Back in 2013, Georges St-Pierre surprised the MMA world by announcing his hiatus from competition. At the prime age of 32 and on top of the world as the longtime welterweight champion, “GSP” decided to take a break.
At the time, St-Pierre felt mentally and physically drained from fighting at the highest level. Later on, he pointed to the sport’s recurring PED problem and his battle against it, which he says caused him depression.
In his recent appearance on the Full Send podcast, Georges St-Pierre once again touched on the PED issue he dealt with and how it drove him “crazy.”
Georges St-Pierre says the UFC didn’t have his back
Georges St-Pierre says he felt alone in his fight against performance-enhancing drugs at the height of his career and reign as champion. He even claimed that the UFC didn’t want fighters to be tested.
“I was on top of that fight against performance-enhancing drugs in the sport, and I felt like the UFC, at the time, did not have my back. They didn’t want it. They didn’t want any part of it (testing),” he said.
“The UFC didn’t have my back on that, at first. They didn’t want nothing of it. They even told the other guys, ‘Oh, don’t take the test, don’t take the test.’
“It drove me crazy. And if I could go back, I would’ve held my stand and said, ‘Oh yeah, you don’t want to do the test? I’m out.’ I would’ve even retired.”
Georges St-Pierre refused to name names without ample evidence. He also clarified that his goal wasn’t to attack the UFC. Rather, he wanted to elevate the company and the sport as a whole.
“I never wanted to attack one individual and I wanted to change the system. And I wanted to do it, not to hurt the UFC. That was not my goal.
“I wanted to elevate the UFC, elevate the sport. ‘Cause the outcome of a win or loss is very dramatic in our sport. It could influence the life of an individual. (A loss) could be very bad.”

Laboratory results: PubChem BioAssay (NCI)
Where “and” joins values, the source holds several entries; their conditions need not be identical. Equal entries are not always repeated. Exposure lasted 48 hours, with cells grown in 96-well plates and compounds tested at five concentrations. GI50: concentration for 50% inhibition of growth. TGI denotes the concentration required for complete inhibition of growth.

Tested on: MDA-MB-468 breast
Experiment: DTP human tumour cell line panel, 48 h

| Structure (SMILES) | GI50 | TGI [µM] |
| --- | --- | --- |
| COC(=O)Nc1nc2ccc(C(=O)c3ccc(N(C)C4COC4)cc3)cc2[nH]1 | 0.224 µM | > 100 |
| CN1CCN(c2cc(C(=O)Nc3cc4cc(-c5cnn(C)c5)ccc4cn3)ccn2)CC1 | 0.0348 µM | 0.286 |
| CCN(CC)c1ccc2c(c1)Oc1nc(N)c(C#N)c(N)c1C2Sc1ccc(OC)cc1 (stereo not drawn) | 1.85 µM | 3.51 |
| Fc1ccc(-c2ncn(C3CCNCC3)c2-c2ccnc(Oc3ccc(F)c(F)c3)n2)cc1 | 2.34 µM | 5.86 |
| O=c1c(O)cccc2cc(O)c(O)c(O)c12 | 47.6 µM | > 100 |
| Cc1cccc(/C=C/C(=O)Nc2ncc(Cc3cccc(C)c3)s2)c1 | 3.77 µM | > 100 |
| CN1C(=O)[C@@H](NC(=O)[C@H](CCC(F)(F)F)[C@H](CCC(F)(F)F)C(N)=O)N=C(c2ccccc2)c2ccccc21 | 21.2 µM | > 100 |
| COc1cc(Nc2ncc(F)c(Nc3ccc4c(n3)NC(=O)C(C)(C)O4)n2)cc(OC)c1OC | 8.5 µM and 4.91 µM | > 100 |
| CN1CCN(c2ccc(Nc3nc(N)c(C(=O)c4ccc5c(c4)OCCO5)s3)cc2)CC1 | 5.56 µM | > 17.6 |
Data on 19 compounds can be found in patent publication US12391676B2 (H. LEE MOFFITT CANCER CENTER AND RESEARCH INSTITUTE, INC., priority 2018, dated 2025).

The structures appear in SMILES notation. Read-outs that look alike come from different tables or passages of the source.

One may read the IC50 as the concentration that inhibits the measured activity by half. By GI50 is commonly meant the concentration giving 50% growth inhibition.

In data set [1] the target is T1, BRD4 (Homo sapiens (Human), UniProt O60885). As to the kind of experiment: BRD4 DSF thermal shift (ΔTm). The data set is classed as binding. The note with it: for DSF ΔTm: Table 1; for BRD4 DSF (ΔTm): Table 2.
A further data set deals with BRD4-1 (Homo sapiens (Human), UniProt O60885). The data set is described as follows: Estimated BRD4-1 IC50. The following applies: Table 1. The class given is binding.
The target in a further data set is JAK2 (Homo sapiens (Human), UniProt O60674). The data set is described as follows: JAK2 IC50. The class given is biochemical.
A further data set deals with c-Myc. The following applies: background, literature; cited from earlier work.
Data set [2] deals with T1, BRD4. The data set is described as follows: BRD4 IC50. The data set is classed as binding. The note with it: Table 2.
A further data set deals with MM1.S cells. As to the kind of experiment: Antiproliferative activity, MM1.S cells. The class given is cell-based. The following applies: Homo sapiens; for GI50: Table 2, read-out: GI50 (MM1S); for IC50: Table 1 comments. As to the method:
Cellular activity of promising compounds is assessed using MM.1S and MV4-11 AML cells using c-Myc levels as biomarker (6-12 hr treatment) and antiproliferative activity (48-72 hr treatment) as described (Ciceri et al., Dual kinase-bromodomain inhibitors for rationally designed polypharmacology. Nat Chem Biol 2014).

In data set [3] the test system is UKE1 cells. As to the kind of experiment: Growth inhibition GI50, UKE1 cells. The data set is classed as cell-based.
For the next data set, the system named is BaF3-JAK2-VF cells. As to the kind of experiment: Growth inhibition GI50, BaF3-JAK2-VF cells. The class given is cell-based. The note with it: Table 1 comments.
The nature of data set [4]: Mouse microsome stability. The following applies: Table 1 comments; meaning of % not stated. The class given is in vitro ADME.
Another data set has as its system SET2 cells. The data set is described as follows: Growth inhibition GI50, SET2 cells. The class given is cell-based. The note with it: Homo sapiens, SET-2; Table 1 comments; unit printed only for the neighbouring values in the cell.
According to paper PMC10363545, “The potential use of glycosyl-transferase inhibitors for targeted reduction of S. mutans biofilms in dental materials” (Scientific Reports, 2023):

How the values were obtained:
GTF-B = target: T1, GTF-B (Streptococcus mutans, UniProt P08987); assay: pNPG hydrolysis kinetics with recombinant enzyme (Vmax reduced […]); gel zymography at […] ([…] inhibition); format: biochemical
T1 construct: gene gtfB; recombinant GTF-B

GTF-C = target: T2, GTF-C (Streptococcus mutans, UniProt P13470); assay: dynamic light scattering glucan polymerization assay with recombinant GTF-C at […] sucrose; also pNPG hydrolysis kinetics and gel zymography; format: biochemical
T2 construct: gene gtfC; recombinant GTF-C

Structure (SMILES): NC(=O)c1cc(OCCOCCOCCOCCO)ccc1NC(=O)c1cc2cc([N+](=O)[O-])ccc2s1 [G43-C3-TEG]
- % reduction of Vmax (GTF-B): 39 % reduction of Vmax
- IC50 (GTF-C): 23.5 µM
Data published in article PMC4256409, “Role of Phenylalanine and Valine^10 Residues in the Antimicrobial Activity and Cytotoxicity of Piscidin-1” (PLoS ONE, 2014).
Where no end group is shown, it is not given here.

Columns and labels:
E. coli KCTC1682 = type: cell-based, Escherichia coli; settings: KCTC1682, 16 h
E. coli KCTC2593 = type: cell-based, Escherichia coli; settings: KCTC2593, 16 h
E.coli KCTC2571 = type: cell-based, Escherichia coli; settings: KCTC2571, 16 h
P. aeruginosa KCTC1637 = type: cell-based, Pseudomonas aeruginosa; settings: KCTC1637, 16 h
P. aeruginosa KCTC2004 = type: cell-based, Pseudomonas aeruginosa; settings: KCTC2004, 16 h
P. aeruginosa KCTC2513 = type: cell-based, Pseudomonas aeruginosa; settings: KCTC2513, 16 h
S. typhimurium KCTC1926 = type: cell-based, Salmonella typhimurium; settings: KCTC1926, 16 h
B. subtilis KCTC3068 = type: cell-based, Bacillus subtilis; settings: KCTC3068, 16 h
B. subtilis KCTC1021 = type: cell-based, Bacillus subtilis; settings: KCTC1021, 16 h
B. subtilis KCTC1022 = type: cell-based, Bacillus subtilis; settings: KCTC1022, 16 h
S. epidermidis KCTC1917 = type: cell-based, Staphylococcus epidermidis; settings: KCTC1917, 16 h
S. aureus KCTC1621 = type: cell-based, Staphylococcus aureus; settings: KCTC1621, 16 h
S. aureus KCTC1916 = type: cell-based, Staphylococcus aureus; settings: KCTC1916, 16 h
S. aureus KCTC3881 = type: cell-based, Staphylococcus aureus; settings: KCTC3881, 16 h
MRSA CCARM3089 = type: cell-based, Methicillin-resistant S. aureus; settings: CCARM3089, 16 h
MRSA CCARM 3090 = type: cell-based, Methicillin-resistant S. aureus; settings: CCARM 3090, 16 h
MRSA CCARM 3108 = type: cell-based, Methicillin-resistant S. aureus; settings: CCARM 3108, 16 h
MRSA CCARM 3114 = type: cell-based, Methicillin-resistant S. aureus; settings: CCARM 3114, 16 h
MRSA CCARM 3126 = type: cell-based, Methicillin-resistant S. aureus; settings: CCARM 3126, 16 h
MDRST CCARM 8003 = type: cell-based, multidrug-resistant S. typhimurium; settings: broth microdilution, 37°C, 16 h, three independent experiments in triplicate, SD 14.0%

Georges St-Pierre wonders how it could’ve been if he was on PEDs
Georges St-Pierre was already an exceptional and dominant fighter during his peak. All of that is evident just by looking at his résumé and the competition he faced.
But he was also made to wonder how things would’ve been like if he was on the juice.
“I asked myself, ‘How good would I be if I took some stuff?’ Even some of my training partners, they tell me they take certain things and I see (they’re) not even the same people when they are and they are not (on PEDs). Crazy difference.
“People that say, ‘Oh, it has nothing to do with the (drugs) because you’re the one throwing the punch.’ Yes, it has something to do (with it). It’s a bullshit excuse, because when you take performance-enhancing drugs, it changes you not only physically, it changes you mentally.”
The UFC partnership with USADA and apparent issues
The sport’s landscape changed in 2015 when the UFC announced its partnership with USADA. As company executive Jeff Nowitzky declared at the time, it would be the “most comprehensive, effective, (and) best program in all of professional sport.”
And he wasn’t lying. From then on, fighters on the roster were made to go through rigorous protocols that resulted in suspensions if violated.
But even with USADA and its stringent rules in play, some fighters still feel that these can be (and are being) skirted around.
“There are people who live in Russia and aren’t tested,” an anonymous UFC fighter told the Athletic in 2020. “There are people who go to Thailand and aren’t tested. It’s a way of bypassing the anti-doping (testing).
“That’s the truth. Everybody who goes to Russia, to Thailand, to do camps, they do it to dope. To take steroids.”
Another fighter who chose not to be named echoed a similar sentiment.
“I truly feel like there are a lot of foreign fighters still getting away with stuff. I’m hugely in support of drug testing. They can test me whenever they want to. I just want it to be the same for everyone.”
As for St-Pierre, who turns 42 this month, he’s been far removed from fighting and all the issues that come with it. He did return for one last time during the USADA era in 2017 when he fought Michael Bisping for the middleweight title.
Georges St-Pierre won via submission to become a two-division UFC champion, but eventually retired in 2019.
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